Microsoft Blames Slower PC Sales

FRAMINGHAM (04/24/2000) - A Microsoft Corp. official, ending an unusually dour earnings call late last week, predicted lower future growth and blamed it partly on soft sales of corporate PCs. That set off a chorus of concerns about the impact it would have on the stock market, which reopens today for the first time since Thursday.

During the conference call with journalists and analysts, Chief Financial Officer John Connors said lower-than-expected sales of business PCs had hurt revenue for the quarter ended March 31. Uncertainty about further business PC growth and the maturity of Microsoft's main product lines, he said, would put percentage revenue growth in the "mid-teens" for the fiscal year starting July 1. That report alarmed some analysts, who had expected up to 20% growth.

"I was expecting a ho-hum quarter. I was not expecting a lousy quarter," said Bill Epifanio, an analyst at New York-based J.P. Morgan Securities Inc..

Combined with Connors' bleak growth outlook for next year, it makes for a "double whammy" for a stock that's already under a cloud because of the antitrust trial, he said.

Industry analysts confirmed that the commercial PC market is seeing some saturation. One user, Shellie Sommerson, business systems manager at the Statesman Journal in Salem, Oregon, said her PC spending had slowed a bit this year because the company bought a lot of PCs in preparation for Y2k.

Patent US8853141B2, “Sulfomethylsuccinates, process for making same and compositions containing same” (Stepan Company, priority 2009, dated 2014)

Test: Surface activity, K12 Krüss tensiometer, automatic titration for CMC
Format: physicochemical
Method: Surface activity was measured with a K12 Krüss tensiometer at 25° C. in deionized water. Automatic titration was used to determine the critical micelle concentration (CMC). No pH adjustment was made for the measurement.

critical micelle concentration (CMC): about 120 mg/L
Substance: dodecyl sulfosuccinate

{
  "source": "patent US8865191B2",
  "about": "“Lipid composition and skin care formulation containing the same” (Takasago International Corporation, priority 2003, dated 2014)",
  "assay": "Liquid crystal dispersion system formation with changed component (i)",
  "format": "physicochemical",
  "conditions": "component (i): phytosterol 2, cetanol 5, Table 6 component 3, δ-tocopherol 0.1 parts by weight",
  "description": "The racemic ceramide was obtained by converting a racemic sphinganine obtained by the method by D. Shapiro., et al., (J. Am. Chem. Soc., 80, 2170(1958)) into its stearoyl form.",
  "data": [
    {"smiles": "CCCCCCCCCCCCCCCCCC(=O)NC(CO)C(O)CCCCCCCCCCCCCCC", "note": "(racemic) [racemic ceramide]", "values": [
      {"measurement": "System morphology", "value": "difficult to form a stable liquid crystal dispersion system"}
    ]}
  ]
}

Framingham, Massachusetts-based International Data Corp. (IDC) is predicting single-digit sequential growth for U.S. commercial PC sales for the rest of the year. IDC analyst Roger Kay said he expects sales to rebound when Windows 2000 takes off late in the year, however.

But Rob Enderle, an analyst at Giga Information Group Inc., said Microsoft "botched" the launch of Windows 2000 by staging a big event before early adopters could show successes. "They will be paying for that for the next six to 18 months," said Enderle.

Laurie McCabe, an analyst at Summit Strategies, said she thinks companies will be buying less PC-centric software, not fewer PCs. Enderle agreed. He said Microsoft's Office 2000, especially, is at "extreme risk" from the move to Web-based, often free applications.

Microsoft has a history of chilling investors' expectations for coming quarters. But analysts said this approach makes little sense when its stock is already under pressure.

Analysts worry Microsoft won't be the only one to suffer. "Every time Microsoft gets walloped, you can expect collateral damage," Epifanio said.

Though Microsoft reported 23% growth in both revenue and net income for the quarter, earnings per share would have missed consensus estimates if not for better-than-expected investment gains, said Jeff Maxick, director of research at Madison Securities Inc. in Chicago.

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